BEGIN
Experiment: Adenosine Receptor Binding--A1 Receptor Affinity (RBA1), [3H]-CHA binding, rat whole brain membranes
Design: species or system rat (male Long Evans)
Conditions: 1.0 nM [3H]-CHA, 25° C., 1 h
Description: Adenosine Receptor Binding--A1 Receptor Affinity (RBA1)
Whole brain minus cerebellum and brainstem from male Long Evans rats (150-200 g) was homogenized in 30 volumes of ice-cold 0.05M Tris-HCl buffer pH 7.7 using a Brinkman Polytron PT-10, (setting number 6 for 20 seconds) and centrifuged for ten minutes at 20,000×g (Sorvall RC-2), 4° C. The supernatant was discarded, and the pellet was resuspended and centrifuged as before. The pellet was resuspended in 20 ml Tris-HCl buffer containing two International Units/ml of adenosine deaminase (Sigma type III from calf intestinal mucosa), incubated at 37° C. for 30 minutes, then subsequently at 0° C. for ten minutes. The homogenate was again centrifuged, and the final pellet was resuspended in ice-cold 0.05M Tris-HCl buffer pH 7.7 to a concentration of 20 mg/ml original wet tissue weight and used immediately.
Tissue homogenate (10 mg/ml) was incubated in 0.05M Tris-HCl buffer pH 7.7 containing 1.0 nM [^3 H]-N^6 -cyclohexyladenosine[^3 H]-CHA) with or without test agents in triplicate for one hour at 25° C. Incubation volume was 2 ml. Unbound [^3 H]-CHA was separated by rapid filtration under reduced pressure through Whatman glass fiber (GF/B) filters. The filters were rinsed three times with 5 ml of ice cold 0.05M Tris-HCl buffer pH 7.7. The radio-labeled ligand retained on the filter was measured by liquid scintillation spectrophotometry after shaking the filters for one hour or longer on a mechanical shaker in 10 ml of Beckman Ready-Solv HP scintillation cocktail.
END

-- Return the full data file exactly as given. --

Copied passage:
Experiment: Adenosine Receptor Binding--A1 Receptor Affinity (RBA1), [3H]-CHA binding, rat whole brain membranes
Design: species or system rat (male Long Evans)
Conditions: 1.0 nM [3H]-CHA, 25° C., 1 h
Description: Adenosine Receptor Binding--A1 Receptor Affinity (RBA1)
Whole brain minus cerebellum and brainstem from male Long Evans rats (150-200 g) was homogenized in 30 volumes of ice-cold 0.05M Tris-HCl buffer pH 7.7 using a Brinkman Polytron PT-10, (setting number 6 for 20 seconds) and centrifuged for ten minutes at 20,000×g (Sorvall RC-2), 4° C. The supernatant was discarded, and the pellet was resuspended and centrifuged as before. The pellet was resuspended in 20 ml Tris-HCl buffer containing two International Units/ml of adenosine deaminase (Sigma type III from calf intestinal mucosa), incubated at 37° C. for 30 minutes, then subsequently at 0° C. for ten minutes. The homogenate was again centrifuged, and the final pellet was resuspended in ice-cold 0.05M Tris-HCl buffer pH 7.7 to a concentration of 20 mg/ml original wet tissue weight and used immediately.
Tissue homogenate (10 mg/ml) was incubated in 0.05M Tris-HCl buffer pH 7.7 containing 1.0 nM [^3 H]-N^6 -cyclohexyladenosine[^3 H]-CHA) with or without test agents in triplicate for one hour at 25° C. Incubation volume was 2 ml. Unbound [^3 H]-CHA was separated by rapid filtration under reduced pressure through Whatman glass fiber (GF/B) filters. The filters were rinsed three times with 5 ml of ice cold 0.05M Tris-HCl buffer pH 7.7. The radio-labeled ligand retained on the filter was measured by liquid scintillation spectrophotometry after shaking the filters for one hour or longer on a mechanical shaker in 10 ml of Beckman Ready-Solv HP scintillation cocktail.